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Brazilian Journal of Medical and Biological Research

Print version ISSN 0100-879XOn-line version ISSN 1414-431X

Braz J Med Biol Res vol.40 no.5 Ribeirão Preto May 2007  Epub Mar 26, 2007

http://dx.doi.org/10.1590/S0100-879X2006005000093 

Braz J Med Biol Res, May 2007, Volume 40(5) 727-734 (Review)

Sex differences in angiotensin II- induced hypertension

B. Xue2, A.K. Johnson2,3,4,5 and M. Hay1,2,5

1Department of Molecular Physiology and Biophysics, 2Department of Psychology, 3Department of Integrative Physiology, 4Department of Pharmacology, 5Cardiovascular Center, University of Iowa, Iowa City, IA, USA

Abstract
Text
References
Correspondence and Footnotes


Abstract

Sex differences in the development of hypertension and cardiovascular disease have been described in humans and in animal models. In this paper we will review some of our studies which have as their emphasis the examination of the role of sex differences and sex steroids in modulating the central actions of angiotensin II (ANG II) via interactions with free radicals and nitric oxide, generating pathways within brain circumventricular organs and in central sympathomodulatory systems. Our studies indicate that low-dose infusions of ANG II result in hypertension in wild-type male mice but not in intact wild-type females. Furthermore, we have demonstrated that ANG II-induced hypertension in males is blocked by central infusions of the androgen receptor antagonist, flutamide, and by central infusions of the superoxide dismutase mimetic, tempol. We have also found that, in comparison to females, males show greater levels of intracellular reactive oxygen species in circumventricular organ neurons following long-term ANG II infusions. In female mice, ovariectomy, central blockade of estrogen receptors or total knockout of estrogen a receptors augments the pressor effects of ANG II. Finally, in females but not in males, central blockade of nitric oxide synthase increases the pressor effects of ANG II. Taken together, these results suggest that sex differences and estrogen and testosterone play important roles in the development of ANG II-induced hypertension.

Key words: Angiotensin II, Estrogen, Estrogen a and ß receptors, Nitric oxide, Reactive oxygen species, Testosterone


Text

In general, men are at greater risk for cardiovascular disease and hypertension than premenopausal women of the same age (1,2). Ambulatory blood pressure measurements have consistently found that men aged 50-60 years have higher blood pressures than premenopausal, age-matched women (3,4). In animal models of hypertension, studies have also shown that males have higher blood pressure than females (5-7). Angiotensin II (ANG II) is an important factor in many forms of clinical and experimental hypertension. In animals, low doses of ANG II are known to induce neurogenic hypertension via the central nervous system by acting through brain circumventricular organs (8,9). An increasing body of evidence has shown that the central and peripheral effects of ANG II involve activation of reactive oxygen (10,11). Similarly, central and peripheral studies with estrogen (E2) and testosterone have shown that many of their cardiovascular-related effects may involve modulation of the generation of reactive oxygen species (ROS) and nitric oxide (NO) (12-14). In many systems, cardiovascular homeostasis is maintained by the balance between the ROS and NO systems. Therefore, understanding the nature of any imbalance in NO/ROS signaling activated by ANG II and the contribution of sex differences and sex steroids to such dysfunction will be of key importance for developing new treatments for ANG II-related cardiovascular disease. The purpose of this review is to summarize recent developments that implicate a role for sex-related mechanisms modulating the central actions of ANG II and, in particular, the role of free radical- and NO-generating pathways.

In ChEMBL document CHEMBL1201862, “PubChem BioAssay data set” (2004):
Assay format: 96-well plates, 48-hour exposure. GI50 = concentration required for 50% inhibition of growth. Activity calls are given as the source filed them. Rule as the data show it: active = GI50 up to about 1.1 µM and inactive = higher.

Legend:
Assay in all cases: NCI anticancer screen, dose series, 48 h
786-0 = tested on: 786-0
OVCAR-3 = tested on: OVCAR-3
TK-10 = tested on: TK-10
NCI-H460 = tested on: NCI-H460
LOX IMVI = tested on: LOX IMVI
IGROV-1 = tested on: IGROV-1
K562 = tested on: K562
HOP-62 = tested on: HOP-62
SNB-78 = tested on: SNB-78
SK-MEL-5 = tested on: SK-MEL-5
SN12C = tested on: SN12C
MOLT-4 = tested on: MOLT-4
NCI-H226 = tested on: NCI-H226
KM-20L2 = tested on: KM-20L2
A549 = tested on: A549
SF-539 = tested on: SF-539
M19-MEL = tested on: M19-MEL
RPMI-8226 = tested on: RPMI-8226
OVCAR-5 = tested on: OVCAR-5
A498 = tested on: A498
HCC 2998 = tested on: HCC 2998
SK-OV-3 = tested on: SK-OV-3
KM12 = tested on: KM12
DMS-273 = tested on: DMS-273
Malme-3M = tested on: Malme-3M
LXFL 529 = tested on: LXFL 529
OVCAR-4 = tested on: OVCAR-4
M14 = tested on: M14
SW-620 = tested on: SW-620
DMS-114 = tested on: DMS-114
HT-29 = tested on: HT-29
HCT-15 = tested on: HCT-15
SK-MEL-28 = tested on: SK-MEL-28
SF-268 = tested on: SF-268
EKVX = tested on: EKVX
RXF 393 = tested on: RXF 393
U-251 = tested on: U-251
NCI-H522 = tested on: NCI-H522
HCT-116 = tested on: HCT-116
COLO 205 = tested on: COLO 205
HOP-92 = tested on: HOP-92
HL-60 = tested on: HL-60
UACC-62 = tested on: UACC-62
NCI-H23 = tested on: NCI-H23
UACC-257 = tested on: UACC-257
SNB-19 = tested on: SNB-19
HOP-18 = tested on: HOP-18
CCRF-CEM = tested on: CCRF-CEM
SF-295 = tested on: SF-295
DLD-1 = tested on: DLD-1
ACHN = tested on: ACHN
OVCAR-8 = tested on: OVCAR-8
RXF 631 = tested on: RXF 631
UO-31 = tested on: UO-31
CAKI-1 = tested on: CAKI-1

Sex differences in angiotensin II-induced hypertension

Central actions of ANG II increase sympathetic nerve activity and modulate reflex regulation of heart rate through actions of the peptide on sensory circumventricular organs (15) such as the area postrema, subfornical organ and organum vasculosum of the lamina terminalis (8,16-20). It has been reported that chronic low-dose ANG II-induced hypertension, which develops over a period of days, is not due to the peripheral vasoconstrictor activity of ANG II, but is most likely the result of excitation of the sympathetic nerve activity (8,17). Recent studies from our laboratory have shown in mice that decreases in blood pressure induced by ganglionic blockade are much smaller on day 1 as compared to day 7 of ANG II infusion, thus suggesting that an enhancement of sympathetic outflow contributes to the ANG II-induced progressive increase in blood pressure (21). The results obtained by Hendel and Collister (18) confirm that the chronic phase of ANG II hypertension has a significant neurogenic component and that this sympathoexcitation is mediated via the subfornical organ.